As our healthcare delivery system evolves, we must reach beyond the endless discussion and distractions over who pays and how much. The cost, compliance, coverage and political discussions are no doubt important, but these are inextricably linked to the safety outcomes of medical care we expect to receive – but, in too many cases, do not.
The patient safety dialogue has been buried from the general public under many other pressing national concerns: the general economy, global terrorist activities, general elections later this year, immigration, Middle East unrest, gun control – as well as countless other issues.
In addition to covering more Americans, the premise of the Affordable Care Act (ACA) was to initiate new care delivery models that would eventually make healthcare more affordable and achieve better outcomes. The hope is that our healthcare ‘system’ is now on the path to recovery – we just need to give the initiatives time to work.
But is it really that simple?
If the Centers for Disease Control (CDC) were to include preventable medical errors in hospitals as a category, it would be the third leading cause of death in the U.S. – behind heart disease and cancer. Quite simply, the numbers for those seriously and fatally injured are massive. National estimates indicate that between 6.6 million to 11.5 million patients are seriously harmed in our hospitals – EACH YEAR. For those fatally harmed, the annual estimated range is 98,000 to 440,000 deaths.
Are improvements being made, and if so, by how much? The short answer is Yes, but…
The federal Agency for Healthcare Research and Quality (AHRQ) released a report in late 2015 indicating that hospitals have averted many types of preventable injuries (such as infections and medicine reactions) during the period 2011 – 2014, using 2010 as the base year. During this four-year period, officials examined 30,000 medical cases and, from this, extrapolated the number of complications that were possibly avoided. The cumulative results appear to be downright impressive: 2.1 million fewer incidents of harm, 87,000 fewer deaths and about $20 billion in healthcare savings.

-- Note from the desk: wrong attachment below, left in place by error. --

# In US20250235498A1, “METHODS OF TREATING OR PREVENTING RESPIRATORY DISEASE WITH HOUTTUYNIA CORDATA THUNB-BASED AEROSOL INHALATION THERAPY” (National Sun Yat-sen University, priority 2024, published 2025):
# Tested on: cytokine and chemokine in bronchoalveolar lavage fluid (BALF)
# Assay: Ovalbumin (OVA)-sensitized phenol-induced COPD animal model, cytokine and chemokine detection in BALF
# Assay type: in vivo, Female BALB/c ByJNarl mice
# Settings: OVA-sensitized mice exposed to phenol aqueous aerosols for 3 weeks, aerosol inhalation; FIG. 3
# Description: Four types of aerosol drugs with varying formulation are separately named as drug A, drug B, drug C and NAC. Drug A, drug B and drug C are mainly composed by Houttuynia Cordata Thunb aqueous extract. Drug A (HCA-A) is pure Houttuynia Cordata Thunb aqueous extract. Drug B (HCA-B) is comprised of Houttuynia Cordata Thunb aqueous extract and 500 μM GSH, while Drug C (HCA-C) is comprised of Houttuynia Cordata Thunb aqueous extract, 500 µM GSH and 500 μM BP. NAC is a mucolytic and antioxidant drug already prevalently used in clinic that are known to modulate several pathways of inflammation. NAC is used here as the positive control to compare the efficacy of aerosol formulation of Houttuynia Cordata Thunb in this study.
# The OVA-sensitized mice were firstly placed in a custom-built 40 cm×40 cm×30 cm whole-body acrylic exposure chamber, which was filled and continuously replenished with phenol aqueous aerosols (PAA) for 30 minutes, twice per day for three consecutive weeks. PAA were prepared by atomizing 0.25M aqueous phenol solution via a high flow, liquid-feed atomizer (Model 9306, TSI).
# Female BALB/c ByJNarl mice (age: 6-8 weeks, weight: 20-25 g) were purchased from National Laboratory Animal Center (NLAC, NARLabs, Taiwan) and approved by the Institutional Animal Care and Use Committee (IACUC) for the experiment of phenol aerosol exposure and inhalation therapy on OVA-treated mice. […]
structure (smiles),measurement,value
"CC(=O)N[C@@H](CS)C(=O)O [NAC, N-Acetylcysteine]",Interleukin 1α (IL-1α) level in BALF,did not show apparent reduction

No doubt, this is encouraging news. On the surface, the general public (and media) appear to have only tepid concerns about patient safety issues, most likely because the federal government, hospitals, grant-receiving medical provider collaborations, academia and other organizations are “all over” this national problem.
But these improvements only represent the proverbial ‘tip of the iceberg.’
Even Dr. Richard Kronick, director of the AHRQ, commented that these findings have yet to be fully understood and improvements most likely came from “low-hanging fruit.” In other words, these are the relatively easy problems. Problems in the past that should’ve been averted in the first place, but were not.
Loaded with curiosity, I decided to compare these improvements to national estimates of medical errors to understand how much progress was really made during this four-year period. Using the conservative estimate of 6.6 million patients harmed annually in hospitals, the 2.1 million averted conditions reported by AHRQ during the cumulative four-year period equates to an eight percent improvement. By using the high-end estimate of 11.5 million harmed patients annually, this reported improvement is under five percent. Keep in mind, that 2.1 million was a cumulative amount over four years, while the 11.5 million is EACH year.
As for preventable hospital fatalities, using the conservative 98,000 annual estimate that came from the Institute of Medicine in 1999 (which is now widely considered as being grossly low), about 22 percent of fatalities were averted. The high-end 440K estimate translates to a five percent fatality aversion.
Employers must understand that by averting preventable injuries, the potential cost savings are enormous, dwarfing the $20 billion reported by AHRQ. The cost savings per hospital-acquired condition found in the AHRQ report is almost $9,500. If we use this number, the potential annual cost savings by having all 6.6 million preventable injuries averted would be $63 billion annually. Should 11.5 million preventable injuries be averted, the savings would be estimated around $109 billion annually. This savings would translate into a sizeable benefit to communities, employers, employees and taxpayers. But this projected savings does not even approach the social costs associated with preventable medical errors.
Yes, progress in patient safety improvement is inching forward. But to move the needle beyond this anemic pace, this issue must become a top priority for the general public to force the care delivery system to be more transparent, effective, efficient and, most importantly, safe.
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